Welcome to the bloggy home of Noah Brier. I'm the co-founder of Percolate and general internet tinkerer. This site is about media, culture, technology, and randomness. It's been around since 2004 (I'm pretty sure). Feel free to get in touch. Get in touch.

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Brands in a World of Costless Interaction

So I’ve been working on this presentation I’m giving this week on brand vs. utility and have lots of random things I thought were worth sharing (until the whole thing is ready, at which point I hope to share that).

First off, in thinking about utility I came to realize that it’s actually nothing more than a measure of satisfaction (in other words it’s completely subjective). And satisfaction is nothing more than a measure of expectations/needs. If you buy that brands exist in people’s minds then it’s not a stretch to say that utility is actually a measure of brand.

Now why does this matter? Well in a non-digital world, interaction costs were high: You had to purchase products. In the digital world, they’re unbelievably low. Nothing is ever more than a click away online. In the offline world you had to get over high interaction costs by creating needs/expectations and you did that mostly with advertising/communications.

That’s not really necessary anymore, though. If a friend sends me a link I usually click on it. It’s easy, it’s cheap and worst case scenario, I can just close the tab if I don’t dig it. If a friend recommends a product, on the other hand, it requires a bit more thought and often a trip to the store (another major barrier to entry). In fact, it’s funny, thanks to Amazon.com books have moved to little-to-no interaction cost. If someone recommends a book online I usually just go and add it to my wish list and then purchase it next time I want something. They’ve cut down almost all the barriers: Wish list helps me remember everything, free shipping on orders over $25 means I’m more likely to order an extra book off the list and stored credit card/address means I don’t even need to enter any info other than password.

What does all this mean? Mostly that the role of brand is different online than it is off. Rather than creating needs it sets expectations. The way something is designed, the things you hear about it play a big role in the utility (aka satisfaction) you get from the site. Online you don’t need to create needs since it doesn’t cost anything to try something new.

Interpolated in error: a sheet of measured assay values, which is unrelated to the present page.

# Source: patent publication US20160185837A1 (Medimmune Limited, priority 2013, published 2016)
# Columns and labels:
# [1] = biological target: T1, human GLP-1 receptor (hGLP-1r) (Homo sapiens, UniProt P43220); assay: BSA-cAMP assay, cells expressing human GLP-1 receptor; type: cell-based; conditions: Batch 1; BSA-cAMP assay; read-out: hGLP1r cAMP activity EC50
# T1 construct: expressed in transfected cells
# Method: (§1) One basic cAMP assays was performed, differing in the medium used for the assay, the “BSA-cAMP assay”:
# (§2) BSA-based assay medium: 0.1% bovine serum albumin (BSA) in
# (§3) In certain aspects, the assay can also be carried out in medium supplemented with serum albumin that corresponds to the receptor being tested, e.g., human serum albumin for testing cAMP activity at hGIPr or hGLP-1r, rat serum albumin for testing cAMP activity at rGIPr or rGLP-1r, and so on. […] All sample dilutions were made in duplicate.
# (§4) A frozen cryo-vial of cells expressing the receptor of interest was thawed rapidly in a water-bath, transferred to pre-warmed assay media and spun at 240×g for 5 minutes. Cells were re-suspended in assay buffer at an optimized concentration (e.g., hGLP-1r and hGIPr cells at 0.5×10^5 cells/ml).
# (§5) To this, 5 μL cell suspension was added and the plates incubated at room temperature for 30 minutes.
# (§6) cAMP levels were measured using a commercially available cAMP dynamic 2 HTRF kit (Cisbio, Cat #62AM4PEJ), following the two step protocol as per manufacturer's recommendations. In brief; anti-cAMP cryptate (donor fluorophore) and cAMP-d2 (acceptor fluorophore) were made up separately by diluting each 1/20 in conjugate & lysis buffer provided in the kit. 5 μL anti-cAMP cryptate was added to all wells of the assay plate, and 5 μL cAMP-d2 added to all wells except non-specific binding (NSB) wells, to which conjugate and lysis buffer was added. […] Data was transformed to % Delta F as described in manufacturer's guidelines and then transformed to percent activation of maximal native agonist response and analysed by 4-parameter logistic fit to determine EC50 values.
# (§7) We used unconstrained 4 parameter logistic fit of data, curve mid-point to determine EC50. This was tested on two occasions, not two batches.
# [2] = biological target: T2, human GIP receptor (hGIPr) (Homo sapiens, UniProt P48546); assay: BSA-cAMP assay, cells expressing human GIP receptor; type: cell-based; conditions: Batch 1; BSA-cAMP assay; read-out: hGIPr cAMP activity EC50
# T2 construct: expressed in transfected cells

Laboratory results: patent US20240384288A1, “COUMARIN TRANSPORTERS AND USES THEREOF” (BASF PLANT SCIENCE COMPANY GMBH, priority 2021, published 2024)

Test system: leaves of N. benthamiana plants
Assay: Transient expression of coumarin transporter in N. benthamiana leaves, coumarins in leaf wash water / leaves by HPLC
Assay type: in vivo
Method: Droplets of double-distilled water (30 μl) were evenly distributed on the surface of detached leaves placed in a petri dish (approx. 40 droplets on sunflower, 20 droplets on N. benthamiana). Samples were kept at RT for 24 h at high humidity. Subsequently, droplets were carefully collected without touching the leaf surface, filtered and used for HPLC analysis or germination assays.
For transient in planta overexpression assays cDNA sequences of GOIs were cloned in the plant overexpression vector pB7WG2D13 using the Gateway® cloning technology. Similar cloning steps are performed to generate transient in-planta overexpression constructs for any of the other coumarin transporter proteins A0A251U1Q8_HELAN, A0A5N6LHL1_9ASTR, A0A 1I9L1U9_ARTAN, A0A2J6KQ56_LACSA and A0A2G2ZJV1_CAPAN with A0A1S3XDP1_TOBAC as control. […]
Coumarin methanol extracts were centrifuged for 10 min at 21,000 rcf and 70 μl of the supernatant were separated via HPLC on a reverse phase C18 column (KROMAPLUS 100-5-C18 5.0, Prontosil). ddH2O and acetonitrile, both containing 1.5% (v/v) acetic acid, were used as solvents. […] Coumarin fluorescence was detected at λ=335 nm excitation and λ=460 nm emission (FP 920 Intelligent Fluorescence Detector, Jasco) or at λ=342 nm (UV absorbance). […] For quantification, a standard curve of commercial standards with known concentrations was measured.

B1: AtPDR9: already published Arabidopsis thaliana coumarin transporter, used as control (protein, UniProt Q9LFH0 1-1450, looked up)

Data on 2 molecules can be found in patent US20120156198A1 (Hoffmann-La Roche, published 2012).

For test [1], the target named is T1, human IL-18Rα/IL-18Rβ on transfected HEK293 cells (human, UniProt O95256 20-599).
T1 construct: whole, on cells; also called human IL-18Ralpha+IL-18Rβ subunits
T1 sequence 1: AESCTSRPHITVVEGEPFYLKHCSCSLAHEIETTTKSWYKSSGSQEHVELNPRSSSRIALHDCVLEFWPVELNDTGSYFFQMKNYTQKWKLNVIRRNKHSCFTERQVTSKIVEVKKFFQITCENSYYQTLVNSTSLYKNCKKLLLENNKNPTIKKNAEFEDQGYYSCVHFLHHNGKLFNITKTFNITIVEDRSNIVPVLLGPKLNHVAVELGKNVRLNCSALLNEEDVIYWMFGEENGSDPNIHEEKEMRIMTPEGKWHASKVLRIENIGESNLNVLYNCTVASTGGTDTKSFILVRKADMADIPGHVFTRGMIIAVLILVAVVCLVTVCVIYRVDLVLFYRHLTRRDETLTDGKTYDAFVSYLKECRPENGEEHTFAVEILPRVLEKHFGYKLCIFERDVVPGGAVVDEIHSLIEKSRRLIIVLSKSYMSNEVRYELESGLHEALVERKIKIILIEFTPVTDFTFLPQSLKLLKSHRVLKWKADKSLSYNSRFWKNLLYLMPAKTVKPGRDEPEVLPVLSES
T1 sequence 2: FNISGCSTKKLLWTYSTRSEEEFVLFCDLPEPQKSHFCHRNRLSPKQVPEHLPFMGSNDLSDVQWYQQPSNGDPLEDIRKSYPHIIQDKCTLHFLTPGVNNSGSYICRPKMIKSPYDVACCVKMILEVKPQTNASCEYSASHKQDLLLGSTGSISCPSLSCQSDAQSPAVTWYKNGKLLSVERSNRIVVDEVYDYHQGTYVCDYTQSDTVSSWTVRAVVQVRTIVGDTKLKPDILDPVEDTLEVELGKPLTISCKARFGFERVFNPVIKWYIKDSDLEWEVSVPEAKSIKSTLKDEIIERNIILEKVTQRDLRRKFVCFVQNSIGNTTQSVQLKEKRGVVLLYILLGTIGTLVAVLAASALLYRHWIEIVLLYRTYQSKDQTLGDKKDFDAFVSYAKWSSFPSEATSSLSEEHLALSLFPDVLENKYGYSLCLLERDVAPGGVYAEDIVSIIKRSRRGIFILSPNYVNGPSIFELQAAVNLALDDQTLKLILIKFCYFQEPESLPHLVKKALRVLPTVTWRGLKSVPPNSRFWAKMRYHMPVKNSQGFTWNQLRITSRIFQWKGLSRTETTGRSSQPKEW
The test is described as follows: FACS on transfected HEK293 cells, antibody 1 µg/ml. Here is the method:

As usual, Umair has beat me to the punch/helped me crystallize much of my thinking. In The Shrinking Advantage of Brands he writes (sorry for the long quote . . . )

Now, for the economics of an industrial era, branding made sense. Interaction was expensive — so information about the expected benefits of consumption had to be squeezed into slogans, characters, and logos, which were then compressed into thirty-second TV ads and radio spots. The complex promise of a Corvette, for example, was compressed into shots of cute girls, open roads, and lots of sunshine.

But cheap interaction turns the tables. The cheaper interaction gets, the more connected consumers can talk to each other — and the less time they have to spend listening to the often empty promises of firms.

In fact, when interaction is cheap, the very economic rationale for orthodox brands actually begins to implode: information about expected costs and benefits doesn’t have to be compressed into logos, slogans, ad-spots or column-inches — instead, consumers can debate and discuss expected costs and benefits in incredibly rich detail.

Anyway, I’m still thinking through a lot of this and would love feedback (especially before I give this presentation on Thursday). Thanks guys.

February 25, 2008


  • O.S says:

    It’s an interesting situation. But my fear is that on the other side of the balancing board is attention. With an RSS reader for example with around 100 feeds pumping daily, as well as friends using the “send link” or “tell a friend” it’s getting harder for anyone to get me to read. It’s just TOO much.

    So; communicating expected benefits is very very important for that matter. I think in a way the reasons will be new, but expected benefits are equally important to convey – be it an ad, headline, stand first, or whatever. Setting expectations, getting me to (for free) try it might be as friggin’ tricky as getting the Corvette promise into a 30 second ad. But in a new medium, with another context and new “rules”.